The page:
Why isn't this treatment better promoted and made available to all cancer patients?"

There is no credible evidence to show that Gc-MAF can rebuild the immune system or eradicate early stage cancer. Many scientists are trying to train the immune system to destroy cancer cells. Gc-MAF is supposed to work along similar lines, but it has not been proven. 

The immune system is meant to seek and destroy viruses, bacteria and tumour cells. Gc-MAF is part of this system – it recruits a type of immune cell called macrophages that suck up infectious cells. However, tumours produce an enzyme called Nagalase that prevents the body from making Gc-MAF. This helps them to evade macrophages.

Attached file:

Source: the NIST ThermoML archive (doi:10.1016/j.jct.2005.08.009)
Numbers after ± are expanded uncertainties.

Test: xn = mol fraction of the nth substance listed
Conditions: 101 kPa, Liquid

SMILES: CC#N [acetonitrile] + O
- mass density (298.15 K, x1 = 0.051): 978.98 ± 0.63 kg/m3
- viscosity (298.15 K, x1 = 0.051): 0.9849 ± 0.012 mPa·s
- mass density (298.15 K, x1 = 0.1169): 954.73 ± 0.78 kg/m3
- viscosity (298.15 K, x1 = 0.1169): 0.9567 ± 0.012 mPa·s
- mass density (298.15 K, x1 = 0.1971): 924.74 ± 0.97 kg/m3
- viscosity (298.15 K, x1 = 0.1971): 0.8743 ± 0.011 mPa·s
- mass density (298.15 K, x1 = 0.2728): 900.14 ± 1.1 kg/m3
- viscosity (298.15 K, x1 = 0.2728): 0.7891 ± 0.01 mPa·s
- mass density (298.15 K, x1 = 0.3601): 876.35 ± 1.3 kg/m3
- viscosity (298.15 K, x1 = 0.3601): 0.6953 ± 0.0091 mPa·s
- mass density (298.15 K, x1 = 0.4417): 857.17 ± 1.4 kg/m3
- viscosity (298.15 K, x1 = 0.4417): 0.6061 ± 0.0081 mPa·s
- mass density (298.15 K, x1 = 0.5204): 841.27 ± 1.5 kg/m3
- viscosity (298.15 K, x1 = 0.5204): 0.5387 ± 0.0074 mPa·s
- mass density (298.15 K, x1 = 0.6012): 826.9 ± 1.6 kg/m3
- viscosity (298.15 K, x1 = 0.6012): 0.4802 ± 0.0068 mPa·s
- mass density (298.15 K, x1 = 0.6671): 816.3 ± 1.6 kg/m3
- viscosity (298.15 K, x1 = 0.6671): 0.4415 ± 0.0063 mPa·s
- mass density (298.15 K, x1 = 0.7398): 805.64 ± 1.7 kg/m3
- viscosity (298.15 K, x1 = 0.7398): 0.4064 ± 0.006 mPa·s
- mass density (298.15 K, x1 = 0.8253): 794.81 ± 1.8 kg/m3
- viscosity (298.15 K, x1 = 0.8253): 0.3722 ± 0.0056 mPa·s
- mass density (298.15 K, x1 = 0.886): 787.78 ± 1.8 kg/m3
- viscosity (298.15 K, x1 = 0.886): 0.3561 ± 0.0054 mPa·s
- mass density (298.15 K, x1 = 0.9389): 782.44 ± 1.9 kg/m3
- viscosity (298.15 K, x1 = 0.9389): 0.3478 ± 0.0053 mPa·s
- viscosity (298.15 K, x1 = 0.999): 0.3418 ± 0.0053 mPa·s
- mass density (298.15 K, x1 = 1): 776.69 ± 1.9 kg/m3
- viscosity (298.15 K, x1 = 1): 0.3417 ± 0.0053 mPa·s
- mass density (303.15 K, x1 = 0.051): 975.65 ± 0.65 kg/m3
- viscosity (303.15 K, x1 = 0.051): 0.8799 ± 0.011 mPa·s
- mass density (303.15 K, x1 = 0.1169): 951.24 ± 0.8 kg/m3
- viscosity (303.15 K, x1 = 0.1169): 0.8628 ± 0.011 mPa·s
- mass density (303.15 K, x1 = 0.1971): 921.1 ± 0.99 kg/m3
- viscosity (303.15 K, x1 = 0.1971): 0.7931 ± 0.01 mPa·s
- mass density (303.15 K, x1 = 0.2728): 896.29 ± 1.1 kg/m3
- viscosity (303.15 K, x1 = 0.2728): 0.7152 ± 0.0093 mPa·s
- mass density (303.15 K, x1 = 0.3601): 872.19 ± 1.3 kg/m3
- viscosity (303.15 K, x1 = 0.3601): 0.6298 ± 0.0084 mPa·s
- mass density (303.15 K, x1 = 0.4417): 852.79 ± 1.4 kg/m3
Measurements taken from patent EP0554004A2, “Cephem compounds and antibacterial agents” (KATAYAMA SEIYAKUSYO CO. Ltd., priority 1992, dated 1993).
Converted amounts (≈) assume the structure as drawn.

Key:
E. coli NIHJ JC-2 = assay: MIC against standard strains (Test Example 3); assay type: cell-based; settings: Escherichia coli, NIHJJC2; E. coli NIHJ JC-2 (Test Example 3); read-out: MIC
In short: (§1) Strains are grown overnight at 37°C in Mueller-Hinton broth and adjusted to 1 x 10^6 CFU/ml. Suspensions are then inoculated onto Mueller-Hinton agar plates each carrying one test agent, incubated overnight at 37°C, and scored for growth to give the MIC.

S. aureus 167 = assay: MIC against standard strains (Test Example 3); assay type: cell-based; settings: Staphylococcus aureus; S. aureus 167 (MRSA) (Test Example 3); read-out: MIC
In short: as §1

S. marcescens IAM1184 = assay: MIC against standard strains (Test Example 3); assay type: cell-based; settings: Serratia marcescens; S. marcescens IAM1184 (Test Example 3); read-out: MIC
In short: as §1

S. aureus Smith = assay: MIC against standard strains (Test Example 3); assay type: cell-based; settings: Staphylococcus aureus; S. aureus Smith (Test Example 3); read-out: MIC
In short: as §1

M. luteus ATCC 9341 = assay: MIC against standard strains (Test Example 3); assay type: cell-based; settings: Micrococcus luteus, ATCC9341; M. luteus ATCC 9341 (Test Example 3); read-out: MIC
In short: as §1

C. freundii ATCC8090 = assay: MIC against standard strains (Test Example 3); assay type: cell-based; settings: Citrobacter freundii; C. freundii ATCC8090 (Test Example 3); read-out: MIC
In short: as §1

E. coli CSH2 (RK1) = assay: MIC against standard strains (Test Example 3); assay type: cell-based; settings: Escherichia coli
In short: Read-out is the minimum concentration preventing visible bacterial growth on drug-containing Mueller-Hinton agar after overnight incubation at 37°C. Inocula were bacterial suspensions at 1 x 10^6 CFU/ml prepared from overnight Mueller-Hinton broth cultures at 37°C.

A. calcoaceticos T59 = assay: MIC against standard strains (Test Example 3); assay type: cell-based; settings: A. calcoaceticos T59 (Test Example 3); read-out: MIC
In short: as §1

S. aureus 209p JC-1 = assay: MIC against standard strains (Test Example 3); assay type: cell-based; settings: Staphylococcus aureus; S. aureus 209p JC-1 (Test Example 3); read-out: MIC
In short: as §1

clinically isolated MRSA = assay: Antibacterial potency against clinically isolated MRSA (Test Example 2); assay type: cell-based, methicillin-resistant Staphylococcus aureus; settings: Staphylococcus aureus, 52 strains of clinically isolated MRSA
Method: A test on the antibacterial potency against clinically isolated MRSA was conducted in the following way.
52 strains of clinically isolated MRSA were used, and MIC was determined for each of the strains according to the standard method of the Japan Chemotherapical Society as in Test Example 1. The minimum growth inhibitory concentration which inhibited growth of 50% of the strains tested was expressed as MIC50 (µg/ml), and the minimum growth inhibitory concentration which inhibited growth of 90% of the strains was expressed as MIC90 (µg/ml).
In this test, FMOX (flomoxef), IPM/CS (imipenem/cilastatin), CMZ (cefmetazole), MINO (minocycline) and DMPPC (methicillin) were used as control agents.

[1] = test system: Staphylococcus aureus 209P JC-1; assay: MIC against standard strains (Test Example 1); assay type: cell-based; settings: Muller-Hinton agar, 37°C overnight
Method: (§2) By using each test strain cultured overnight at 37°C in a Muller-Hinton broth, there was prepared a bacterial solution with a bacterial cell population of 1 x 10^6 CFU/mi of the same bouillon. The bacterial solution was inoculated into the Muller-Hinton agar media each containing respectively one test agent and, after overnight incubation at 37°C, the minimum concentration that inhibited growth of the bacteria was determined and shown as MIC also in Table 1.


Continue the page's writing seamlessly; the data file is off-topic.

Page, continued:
American scientist Nobuto Yamamato has published three papers that apparently show how small amounts of Gc-MAF can “cure” people of breast, bowel and prostate cancer. However, it is not possible to prove that from Yamamoto’s studies because of problems in the way the studies were conducted (two of the three papers have since been retracted by the journals they were published in). These issues are outlined in Cancer Research UK’s Science Update blog. Without more rigorous research, it is impossible to say whether Gc-MAF has any effect at all, much less if it can cure cancer.